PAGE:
Yusuke Miyazaki's lands No. 2 on Day Two. Photo by Bassmaster Marshal Howard Avery.
Casey Ashley with 2 fish in the livewell.
Photo by Bassmaster Marshal Chad Patterson.
Yusuke Miyazaki's first keeper of Day Two. Photo by Bassmaster Marshal Howard Avery.
Only three previous times in Elite history has the average bass weighed less than two pounds. Most recently, it happened in 2011 on the Arkansas River when the average fish tipped the scales at just 1.97 pounds. The year before that, Clarks Hill Reservoir yielded an average bass weighing 1.92. And the current record for smallest bass dates back to 2007 when the Kissimmee Chain's average keeper weighed only 1.78 pounds.
West Point can beat that ... unfortunately.
Further evidence of this epidemic of small bass comes in the form of Tommy Biffle's daily best bass from the first round. It weighed 6-10 — not bad, of course, but historically small for B.A.S.S. tournaments on West Point. If Biffle's catch holds up as the best for the whole tournament (and Day 1 lunkers do hold on nearly 40 percent of the time), it'll be the smallest tournament lunker from West Point ever. The current smallest was Gerald Beck's 7-7 at the 2005 Southern Open. That fish also came on the first day.
If you watched the weigh-in yesterday, or even if you just glanced at the standings, you probably noticed that the fishing was a little slow. One hundred anglers weighed in 441 bass. The average in an Elite tournament would be around 460, so the fishing was a little tougher than usual.
The number that should have shocked you, though, was the total weight of those 441 bass — 729 pounds, 11 ounces. It means the average bass coming out of West Point Lake yesterday weighed just 1.65 pounds (about 1 pound, 10 ounces). That's really, really small.
In a sport where size matters, that number is the smallest in Bassmaster Elite Series history. If the pace continues (and average bass weights will likely go up on Days 3 and 4), West Point is going to set a record that no lake wants on its résumé. It's going to produce the smallest average bass in Elite history.
The vast contrast in the Elite Series anglers always amazes me. Yesterday morning I was running all over the place chasing Steve Kennedy out of the gate. Today I followed Cliff Crochet out of the ramp on a half mile run at about half throttle. As Cliff made his first cast I saw Kennedy blow by in route to his 5th or 6th stop no doubt.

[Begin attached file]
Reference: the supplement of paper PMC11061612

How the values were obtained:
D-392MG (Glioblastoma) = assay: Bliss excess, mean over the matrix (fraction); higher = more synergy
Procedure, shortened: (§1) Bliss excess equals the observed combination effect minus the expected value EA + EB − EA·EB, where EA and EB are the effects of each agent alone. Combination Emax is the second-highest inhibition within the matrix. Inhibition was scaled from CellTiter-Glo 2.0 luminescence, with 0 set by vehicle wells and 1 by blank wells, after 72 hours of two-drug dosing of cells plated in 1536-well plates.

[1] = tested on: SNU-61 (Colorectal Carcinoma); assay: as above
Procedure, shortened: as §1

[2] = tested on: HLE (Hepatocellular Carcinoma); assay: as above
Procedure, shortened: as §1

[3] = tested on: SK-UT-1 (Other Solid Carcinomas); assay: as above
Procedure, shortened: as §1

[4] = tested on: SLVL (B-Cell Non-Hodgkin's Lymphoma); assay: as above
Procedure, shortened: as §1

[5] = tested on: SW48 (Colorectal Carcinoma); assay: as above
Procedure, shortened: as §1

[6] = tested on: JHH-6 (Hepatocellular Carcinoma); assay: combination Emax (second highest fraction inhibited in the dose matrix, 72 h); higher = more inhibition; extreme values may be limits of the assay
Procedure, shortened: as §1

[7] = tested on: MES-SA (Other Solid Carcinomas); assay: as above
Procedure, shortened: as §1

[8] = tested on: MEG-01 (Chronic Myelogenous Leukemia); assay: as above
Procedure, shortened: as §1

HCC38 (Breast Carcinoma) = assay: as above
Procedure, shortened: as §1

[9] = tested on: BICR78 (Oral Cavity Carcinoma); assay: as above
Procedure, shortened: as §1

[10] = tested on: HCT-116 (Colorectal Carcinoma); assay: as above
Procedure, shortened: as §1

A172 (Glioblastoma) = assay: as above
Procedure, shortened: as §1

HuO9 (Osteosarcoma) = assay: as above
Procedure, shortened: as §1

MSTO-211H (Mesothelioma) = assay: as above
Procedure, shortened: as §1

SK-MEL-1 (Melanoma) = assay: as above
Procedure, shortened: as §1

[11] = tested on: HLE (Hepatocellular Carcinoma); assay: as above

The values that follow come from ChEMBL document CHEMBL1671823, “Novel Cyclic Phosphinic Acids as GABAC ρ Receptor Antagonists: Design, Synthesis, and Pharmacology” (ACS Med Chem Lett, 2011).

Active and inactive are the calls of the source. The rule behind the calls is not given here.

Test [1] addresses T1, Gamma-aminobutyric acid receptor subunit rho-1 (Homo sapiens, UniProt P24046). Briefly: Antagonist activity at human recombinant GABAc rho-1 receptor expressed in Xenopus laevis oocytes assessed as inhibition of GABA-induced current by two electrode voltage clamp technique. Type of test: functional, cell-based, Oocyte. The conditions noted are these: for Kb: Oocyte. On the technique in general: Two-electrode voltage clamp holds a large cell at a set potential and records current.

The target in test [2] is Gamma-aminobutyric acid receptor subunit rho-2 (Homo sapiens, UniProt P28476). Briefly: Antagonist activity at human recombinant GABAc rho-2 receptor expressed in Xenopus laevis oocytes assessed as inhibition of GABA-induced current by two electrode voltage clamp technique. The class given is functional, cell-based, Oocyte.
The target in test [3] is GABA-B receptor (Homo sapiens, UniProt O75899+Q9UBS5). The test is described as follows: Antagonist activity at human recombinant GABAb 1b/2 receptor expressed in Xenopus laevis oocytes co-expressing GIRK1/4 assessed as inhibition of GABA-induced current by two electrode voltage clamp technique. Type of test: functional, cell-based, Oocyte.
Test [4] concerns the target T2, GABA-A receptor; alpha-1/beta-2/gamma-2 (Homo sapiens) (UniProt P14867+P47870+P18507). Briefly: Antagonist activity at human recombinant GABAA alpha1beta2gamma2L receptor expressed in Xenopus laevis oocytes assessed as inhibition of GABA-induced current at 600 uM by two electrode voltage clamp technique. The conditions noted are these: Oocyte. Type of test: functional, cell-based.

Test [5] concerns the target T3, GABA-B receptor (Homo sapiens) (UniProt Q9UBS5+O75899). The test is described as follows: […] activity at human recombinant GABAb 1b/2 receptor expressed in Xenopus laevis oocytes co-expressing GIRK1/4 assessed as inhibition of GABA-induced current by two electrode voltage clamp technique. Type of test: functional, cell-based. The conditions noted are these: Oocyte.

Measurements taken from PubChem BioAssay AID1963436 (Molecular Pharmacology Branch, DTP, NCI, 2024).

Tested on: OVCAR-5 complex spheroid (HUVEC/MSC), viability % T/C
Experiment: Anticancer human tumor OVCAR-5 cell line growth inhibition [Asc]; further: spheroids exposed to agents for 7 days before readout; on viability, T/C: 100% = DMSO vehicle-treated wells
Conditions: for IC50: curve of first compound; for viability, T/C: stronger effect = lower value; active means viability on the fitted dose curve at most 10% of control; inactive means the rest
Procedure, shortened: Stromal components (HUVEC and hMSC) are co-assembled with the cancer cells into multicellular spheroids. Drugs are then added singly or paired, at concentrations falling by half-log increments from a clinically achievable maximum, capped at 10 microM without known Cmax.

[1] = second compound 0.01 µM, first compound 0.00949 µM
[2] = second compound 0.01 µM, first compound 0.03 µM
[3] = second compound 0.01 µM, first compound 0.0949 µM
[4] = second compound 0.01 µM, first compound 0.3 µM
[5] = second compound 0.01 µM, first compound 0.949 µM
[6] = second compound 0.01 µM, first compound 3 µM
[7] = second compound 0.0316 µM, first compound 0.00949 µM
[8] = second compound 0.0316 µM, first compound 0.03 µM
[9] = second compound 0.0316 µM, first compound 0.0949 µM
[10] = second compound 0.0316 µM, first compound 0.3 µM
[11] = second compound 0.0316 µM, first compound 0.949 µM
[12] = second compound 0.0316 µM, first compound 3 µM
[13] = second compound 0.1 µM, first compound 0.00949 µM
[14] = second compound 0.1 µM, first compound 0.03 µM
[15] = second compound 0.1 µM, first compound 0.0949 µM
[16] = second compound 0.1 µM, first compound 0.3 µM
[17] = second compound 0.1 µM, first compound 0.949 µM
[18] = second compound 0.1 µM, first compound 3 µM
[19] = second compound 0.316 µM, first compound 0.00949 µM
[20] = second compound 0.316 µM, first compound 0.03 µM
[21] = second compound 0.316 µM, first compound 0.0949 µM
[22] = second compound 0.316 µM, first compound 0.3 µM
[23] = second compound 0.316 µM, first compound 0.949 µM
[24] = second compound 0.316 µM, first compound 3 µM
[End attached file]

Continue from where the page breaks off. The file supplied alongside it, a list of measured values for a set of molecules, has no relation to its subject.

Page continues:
I'm not taking sides or saying one speed is any better than the other. Or that one angler works harder than the other. Just a mere observation of the contrast in mindsets that a lot of anglers on the Elite Series have.
The bottom line, if it ain't broke, don't fix it. Obviously Kennedy's approach worked on West Point before to the tune of 100 grand. But Cajun Baby is doing just fine with his laid back approach sitting in 10th after day one.
Inevitably it's going to come down to one or two big fish here this week to set anglers apart. And big is 3-to-4-pounds.
Who's going to get those couple of bites. Will it be the guy who makes the most casts or the one who makes or the one who makes the most of his areas. Tortoise and the hare. Only time will tell.
It's Terry Scroggins' first stop of the morning. Photo by Bassmaster Marshal Highlander.
Combs moves to the riprap at the other end of the bridge. He has already attracted three boats full of fans. He leaves 10 minutes later with an empty livewell. He caught all his bass late yesterday. I'm sure he was hoping for a fast start this morning.
We found a place to park near the bridge. Dawn is breaking and commuter traffic is ripping past us as we stand on the bridge waiting for blast-off.
We still have overcast conditions and likely rain in the forecast.
Some of the pros yesterday said they fared much better with bigger bass during practice when the sun was out.
They are hoping for sun today. That's not gonna happen today and probably not tomorrow or the day after. Or even the day after that.
Here come the pros. Keith Combs, yesterday's leader, stops at the bridge to fish the riprap.
I look up from my smart phone. Where's Jacobson? Did he fall in? Now I see him, far down the bridge, snapping away.
It's early on Day Two, and Kevin Short already has two in the boat. Half of the field hasn't even blasted off yet. Photo by Bassmaster Marshal Charles Prestridge.